Anglesey. (6) 

 According to Mowethorpe (1), no photo of SSZ31 can be traced, unless of course, you consider the image of the blimp flying under the Menai Bridge. 

The idea may well have been inspired by the cover of the July 1918's edition of the station magazine 'The Blimp' which shows the Menai Bridge to the left of the illustration. (7)






Centenary Commemoration 14.11.18 


To commemorate the centenary of this event there will be a link available from November 14th at 16.05 hours to a 3d CGI of the Menai Bridge 'foolhardy stunt' live via our Crowdfunding page

The short video, using the latest  Unity game engine technology was gifted to the project by Vivid VR Ltd who used the original photograph, archive photos and drawings researched via the Colfein website, hosted by the RCAHMW  

The digital Zero model was built and textured by volunteer Peter Paterson. 




-------------------------------------------------------------------------------------------------------------------------
Notes:
1.Mowethorpe,, Ces, (1995). Battlebags British Airships of the First World War. Alan Sutton Publishing Limited, Phoenix Mill, Far Trupp, Stroud, Gloucestershire
2.Wales and the Air War 1914-1918, Alan Phillips, Amberley Publishing Limited, 15 Sep 2015
3.The Life of a Q-ship Captain, Campbell Rear Admiral Gordon VC Dso, Periscope Publishing Ltd., 2002
4 Auction details of medal collection and service record BJ Beeton
5. Dailey Reports (initially Form 1519, established in March 1915, later
replaced by Form S1575 in June 1917) issued by RNAS airship stations at 6 pm and sent to the Admiralty
Airship Department.All research by Brian J Turpin MRAeS
7. 'The Blimp' Magazine Image reproduced with kind permission of B.Parker 

Monday, 5 November 2018

First World War memorials comissioned by Welsh communities which commemorate those who served at sea. And above it!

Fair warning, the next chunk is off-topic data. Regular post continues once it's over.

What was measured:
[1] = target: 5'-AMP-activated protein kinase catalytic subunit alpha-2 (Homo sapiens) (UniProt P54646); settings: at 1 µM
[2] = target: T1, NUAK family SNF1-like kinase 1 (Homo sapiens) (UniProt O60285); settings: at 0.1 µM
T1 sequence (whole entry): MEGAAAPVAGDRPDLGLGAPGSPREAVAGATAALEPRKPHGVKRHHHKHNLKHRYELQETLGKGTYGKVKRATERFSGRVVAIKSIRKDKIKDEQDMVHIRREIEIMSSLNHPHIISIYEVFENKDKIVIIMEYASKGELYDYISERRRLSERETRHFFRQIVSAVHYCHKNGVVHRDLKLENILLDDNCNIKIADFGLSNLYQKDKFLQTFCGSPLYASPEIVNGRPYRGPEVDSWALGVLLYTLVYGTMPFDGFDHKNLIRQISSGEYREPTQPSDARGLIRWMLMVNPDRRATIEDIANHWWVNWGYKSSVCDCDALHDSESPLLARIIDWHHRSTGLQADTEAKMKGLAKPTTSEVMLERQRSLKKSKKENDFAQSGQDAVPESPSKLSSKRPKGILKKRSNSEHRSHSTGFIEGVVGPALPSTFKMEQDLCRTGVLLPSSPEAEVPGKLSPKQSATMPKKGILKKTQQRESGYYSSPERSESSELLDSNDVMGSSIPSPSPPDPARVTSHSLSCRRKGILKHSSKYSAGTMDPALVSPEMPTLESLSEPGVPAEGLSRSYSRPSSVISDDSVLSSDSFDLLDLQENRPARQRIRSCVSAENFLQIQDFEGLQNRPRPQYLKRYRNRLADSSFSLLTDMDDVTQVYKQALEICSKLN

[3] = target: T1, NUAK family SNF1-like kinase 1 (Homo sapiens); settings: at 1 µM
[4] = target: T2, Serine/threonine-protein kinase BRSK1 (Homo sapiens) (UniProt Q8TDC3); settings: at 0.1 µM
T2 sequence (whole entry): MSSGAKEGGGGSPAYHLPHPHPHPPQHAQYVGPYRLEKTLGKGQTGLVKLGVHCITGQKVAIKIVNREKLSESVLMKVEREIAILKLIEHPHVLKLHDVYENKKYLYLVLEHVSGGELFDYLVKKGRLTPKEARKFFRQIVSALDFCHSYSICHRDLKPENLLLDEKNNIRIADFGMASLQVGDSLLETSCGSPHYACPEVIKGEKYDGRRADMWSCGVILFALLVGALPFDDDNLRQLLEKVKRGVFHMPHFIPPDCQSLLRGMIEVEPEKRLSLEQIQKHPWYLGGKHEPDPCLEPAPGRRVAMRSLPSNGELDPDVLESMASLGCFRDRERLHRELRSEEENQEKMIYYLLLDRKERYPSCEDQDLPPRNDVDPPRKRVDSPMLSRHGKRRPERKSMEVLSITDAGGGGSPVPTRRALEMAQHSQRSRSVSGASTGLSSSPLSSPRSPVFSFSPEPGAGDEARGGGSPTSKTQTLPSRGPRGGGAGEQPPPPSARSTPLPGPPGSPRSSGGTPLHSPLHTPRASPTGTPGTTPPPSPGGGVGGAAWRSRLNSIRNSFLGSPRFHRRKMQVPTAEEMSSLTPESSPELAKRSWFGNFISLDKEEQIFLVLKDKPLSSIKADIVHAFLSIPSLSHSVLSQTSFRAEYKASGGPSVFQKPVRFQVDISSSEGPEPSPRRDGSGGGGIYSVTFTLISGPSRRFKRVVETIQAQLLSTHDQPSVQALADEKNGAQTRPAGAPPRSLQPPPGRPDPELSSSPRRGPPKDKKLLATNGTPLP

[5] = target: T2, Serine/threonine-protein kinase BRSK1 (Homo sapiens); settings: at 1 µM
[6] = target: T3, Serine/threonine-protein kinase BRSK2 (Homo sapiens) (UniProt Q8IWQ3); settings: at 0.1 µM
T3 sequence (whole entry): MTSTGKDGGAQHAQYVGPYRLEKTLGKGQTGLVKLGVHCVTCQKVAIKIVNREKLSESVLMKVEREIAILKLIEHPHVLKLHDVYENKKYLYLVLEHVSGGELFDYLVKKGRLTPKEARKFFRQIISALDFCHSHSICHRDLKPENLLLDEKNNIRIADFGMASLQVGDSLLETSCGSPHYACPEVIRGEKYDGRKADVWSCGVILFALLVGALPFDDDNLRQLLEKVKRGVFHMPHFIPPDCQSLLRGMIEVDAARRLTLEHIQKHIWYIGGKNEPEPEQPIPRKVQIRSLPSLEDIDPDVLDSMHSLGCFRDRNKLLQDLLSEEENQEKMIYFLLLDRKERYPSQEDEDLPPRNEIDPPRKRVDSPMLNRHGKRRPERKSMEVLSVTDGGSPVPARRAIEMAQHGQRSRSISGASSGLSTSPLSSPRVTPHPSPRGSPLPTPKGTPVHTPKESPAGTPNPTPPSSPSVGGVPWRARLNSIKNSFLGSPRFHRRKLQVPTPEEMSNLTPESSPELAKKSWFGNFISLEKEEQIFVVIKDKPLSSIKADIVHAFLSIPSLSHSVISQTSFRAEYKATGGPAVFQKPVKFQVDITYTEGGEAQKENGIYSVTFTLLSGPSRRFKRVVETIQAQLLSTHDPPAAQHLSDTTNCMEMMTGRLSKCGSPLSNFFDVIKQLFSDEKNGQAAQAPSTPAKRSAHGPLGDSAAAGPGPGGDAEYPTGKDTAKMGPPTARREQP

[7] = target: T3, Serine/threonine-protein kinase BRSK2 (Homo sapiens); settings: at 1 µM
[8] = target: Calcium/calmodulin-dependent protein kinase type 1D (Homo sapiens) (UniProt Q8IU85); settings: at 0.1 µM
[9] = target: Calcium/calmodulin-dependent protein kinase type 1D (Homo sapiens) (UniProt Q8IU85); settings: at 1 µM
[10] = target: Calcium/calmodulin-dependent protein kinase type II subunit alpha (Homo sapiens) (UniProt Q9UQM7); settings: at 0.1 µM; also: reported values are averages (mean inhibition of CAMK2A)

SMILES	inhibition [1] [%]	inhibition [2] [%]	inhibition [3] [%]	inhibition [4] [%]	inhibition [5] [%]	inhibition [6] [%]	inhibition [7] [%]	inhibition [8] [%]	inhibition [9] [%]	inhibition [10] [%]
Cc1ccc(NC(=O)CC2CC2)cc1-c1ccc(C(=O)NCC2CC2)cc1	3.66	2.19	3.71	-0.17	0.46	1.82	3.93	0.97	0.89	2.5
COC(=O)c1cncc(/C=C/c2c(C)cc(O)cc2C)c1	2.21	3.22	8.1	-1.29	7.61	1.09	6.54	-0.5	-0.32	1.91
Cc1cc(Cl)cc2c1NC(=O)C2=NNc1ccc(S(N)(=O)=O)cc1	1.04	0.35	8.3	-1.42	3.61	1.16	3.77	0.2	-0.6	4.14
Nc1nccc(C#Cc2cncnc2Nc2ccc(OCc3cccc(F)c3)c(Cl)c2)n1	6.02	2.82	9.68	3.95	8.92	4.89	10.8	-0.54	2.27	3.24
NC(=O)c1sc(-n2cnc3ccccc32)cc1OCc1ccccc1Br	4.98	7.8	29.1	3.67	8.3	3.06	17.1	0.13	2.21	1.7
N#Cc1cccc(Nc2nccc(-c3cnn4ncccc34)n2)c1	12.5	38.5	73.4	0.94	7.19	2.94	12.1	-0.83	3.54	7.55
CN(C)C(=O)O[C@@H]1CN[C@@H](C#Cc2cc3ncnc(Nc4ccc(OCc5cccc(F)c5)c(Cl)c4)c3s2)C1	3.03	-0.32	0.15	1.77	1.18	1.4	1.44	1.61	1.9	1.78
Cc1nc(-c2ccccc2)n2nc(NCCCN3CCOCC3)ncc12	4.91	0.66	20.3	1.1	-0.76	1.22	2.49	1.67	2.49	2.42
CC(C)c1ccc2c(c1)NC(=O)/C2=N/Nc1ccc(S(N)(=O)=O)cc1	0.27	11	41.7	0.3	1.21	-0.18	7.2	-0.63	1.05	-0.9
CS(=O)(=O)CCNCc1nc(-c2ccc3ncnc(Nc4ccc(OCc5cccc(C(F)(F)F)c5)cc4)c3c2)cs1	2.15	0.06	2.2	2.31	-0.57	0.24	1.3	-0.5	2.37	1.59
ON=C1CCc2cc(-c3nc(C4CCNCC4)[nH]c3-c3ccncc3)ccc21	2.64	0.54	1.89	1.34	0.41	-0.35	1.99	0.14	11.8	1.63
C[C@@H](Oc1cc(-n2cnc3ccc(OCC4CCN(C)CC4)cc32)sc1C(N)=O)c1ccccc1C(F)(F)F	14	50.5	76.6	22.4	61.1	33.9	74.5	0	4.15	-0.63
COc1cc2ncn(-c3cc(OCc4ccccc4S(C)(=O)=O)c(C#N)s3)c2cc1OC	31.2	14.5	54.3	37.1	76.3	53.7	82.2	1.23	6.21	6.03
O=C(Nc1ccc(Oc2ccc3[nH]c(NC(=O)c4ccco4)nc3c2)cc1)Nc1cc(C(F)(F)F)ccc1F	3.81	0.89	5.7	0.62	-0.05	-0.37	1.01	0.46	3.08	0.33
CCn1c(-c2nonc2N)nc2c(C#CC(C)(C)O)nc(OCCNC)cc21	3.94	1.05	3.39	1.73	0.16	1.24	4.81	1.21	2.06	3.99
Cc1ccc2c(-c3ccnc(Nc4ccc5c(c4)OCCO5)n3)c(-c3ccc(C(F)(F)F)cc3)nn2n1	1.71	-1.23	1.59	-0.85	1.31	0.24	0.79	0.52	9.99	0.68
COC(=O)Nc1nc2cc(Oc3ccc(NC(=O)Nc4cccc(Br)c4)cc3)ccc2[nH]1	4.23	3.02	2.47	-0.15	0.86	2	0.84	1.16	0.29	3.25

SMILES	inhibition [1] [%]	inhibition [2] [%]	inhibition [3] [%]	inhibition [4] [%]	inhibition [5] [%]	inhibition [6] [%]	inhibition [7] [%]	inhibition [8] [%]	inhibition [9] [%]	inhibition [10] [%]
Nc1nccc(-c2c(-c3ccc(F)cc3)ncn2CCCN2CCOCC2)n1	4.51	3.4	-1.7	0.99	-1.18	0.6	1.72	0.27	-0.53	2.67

The project was recently represented at a conference commemorating Wales and the Sea during the First World War. Jointly organised by Morol, the Institute of Welsh Maritime Historical Studies, and the U-Boat Project of the Royal Commission on the Ancient and Historical Monuments of Wales the theme was the forgotten war and the Welsh experience of the war at sea.

One of the papers, presented by Dr Gethin Matthews looked at the memorials across Wales which commemorate those killed at sea. His study also included, alongside the civic memorials, those created by specific communities which are diverse in their message and design.

These include a number of naval images and whilst listening to his talk I couldn't help notice the few slides that included airships alongside the more numerous images of steaming battleships.

Although Dr Matthews made no reference to the airships in his talk, it seemed another case of seeing them if you were looking for them! 

Gethin kindly reviewed his slides and shared the following images that show airships. 

There is an airship on the Rhiwderin image, Tabernacle, St Paul’s stained glass window and the Morriston memorial also has an outline of an airship.

 Also featured is a wireless operator, to commemorate the son whos Mother advised him to enlist as a such, being a less dangerous service than the Western Front and was drowned when his ship was torpedoed.




  




The talk showed a variety of WW1 memorials from across Wales and illustrated the variety of responses to the need for communities to commemorate the war, and which gave an idea of how the 'Great War' was understood in the intermediate post-war period. 

Notes: Dr Gethin Matthews is a lecturer in History at Swansea University in a post funded by Coleg Cymraeg Cenedlaethol. His new book 'having a Go at the Kaiser' is to be published in November.  

SSZ 100


SSZ100- please pledge your support for this unique centenary project – have you helped build an airship?
The Crowd funder to support the building of a replica Zero control car is live on:
Please pledge your support early to encourage others to do so and secure the limited edition rewards!